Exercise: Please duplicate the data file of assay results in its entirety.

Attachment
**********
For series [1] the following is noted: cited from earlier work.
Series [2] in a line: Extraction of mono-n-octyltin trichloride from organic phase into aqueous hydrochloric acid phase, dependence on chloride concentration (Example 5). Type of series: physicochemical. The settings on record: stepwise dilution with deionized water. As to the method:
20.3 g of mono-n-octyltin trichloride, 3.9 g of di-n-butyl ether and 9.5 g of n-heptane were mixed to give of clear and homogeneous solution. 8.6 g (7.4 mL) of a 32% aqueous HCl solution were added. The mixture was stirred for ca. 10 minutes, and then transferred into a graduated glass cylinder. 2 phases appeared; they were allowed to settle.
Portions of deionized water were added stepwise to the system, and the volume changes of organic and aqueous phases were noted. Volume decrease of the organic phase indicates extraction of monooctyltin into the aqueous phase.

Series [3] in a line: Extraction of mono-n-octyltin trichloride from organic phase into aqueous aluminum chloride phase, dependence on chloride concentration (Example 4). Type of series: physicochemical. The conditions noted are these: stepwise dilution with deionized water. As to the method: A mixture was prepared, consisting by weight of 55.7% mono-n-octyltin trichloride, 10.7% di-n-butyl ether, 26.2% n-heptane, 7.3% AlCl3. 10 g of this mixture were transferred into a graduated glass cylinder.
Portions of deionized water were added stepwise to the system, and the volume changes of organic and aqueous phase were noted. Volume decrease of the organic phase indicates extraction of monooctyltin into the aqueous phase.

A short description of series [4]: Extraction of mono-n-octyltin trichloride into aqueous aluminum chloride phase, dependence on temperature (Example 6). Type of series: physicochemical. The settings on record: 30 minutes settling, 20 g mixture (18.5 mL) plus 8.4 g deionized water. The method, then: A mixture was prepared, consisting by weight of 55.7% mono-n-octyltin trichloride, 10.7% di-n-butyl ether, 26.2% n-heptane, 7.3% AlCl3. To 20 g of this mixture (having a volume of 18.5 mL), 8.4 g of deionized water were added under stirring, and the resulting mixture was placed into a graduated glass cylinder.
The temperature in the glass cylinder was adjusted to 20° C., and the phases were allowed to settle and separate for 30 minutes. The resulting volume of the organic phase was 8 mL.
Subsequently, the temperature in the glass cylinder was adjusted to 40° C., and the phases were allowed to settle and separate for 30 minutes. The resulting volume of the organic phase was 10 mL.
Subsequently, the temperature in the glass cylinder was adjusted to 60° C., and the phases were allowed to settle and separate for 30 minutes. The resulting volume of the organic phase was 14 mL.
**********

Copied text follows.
For series [1] the following is noted: cited from earlier work.
Series [2] in a line: Extraction of mono-n-octyltin trichloride from organic phase into aqueous hydrochloric acid phase, dependence on chloride concentration (Example 5). Type of series: physicochemical. The settings on record: stepwise dilution with deionized water. As to the method:
20.3 g of mono-n-octyltin trichloride, 3.9 g of di-n-butyl ether and 9.5 g of n-heptane were mixed to give of clear and homogeneous solution. 8.6 g (7.4 mL) of a 32% aqueous HCl solution were added. The mixture was stirred for ca. 10 minutes, and then transferred into a graduated glass cylinder. 2 phases appeared; they were allowed to settle.
Portions of deionized water were added stepwise to the system, and the volume changes of organic and aqueous phases were noted. Volume decrease of the organic phase indicates extraction of monooctyltin into the aqueous phase.

Series [3] in a line: Extraction of mono-n-octyltin trichloride from organic phase into aqueous aluminum chloride phase, dependence on chloride concentration (Example 4). Type of series: physicochemical. The conditions noted are these: stepwise dilution with deionized water. As to the method: A mixture was prepared, consisting by weight of 55.7% mono-n-octyltin trichloride, 10.7% di-n-butyl ether, 26.2% n-heptane, 7.3% AlCl3. 10 g of this mixture were transferred into a graduated glass cylinder.
Portions of deionized water were added stepwise to the system, and the volume changes of organic and aqueous phase were noted. Volume decrease of the organic phase indicates extraction of monooctyltin into the aqueous phase.

A short description of series [4]: Extraction of mono-n-octyltin trichloride into aqueous aluminum chloride phase, dependence on temperature (Example 6). Type of series: physicochemical. The settings on record: 30 minutes settling, 20 g mixture (18.5 mL) plus 8.4 g deionized water. The method, then: A mixture was prepared, consisting by weight of 55.7% mono-n-octyltin trichloride, 10.7% di-n-butyl ether, 26.2% n-heptane, 7.3% AlCl3. To 20 g of this mixture (having a volume of 18.5 mL), 8.4 g of deionized water were added under stirring, and the resulting mixture was placed into a graduated glass cylinder.
The temperature in the glass cylinder was adjusted to 20° C., and the phases were allowed to settle and separate for 30 minutes. The resulting volume of the organic phase was 8 mL.
Subsequently, the temperature in the glass cylinder was adjusted to 40° C., and the phases were allowed to settle and separate for 30 minutes. The resulting volume of the organic phase was 10 mL.
Subsequently, the temperature in the glass cylinder was adjusted to 60° C., and the phases were allowed to settle and separate for 30 minutes. The resulting volume of the organic phase was 14 mL.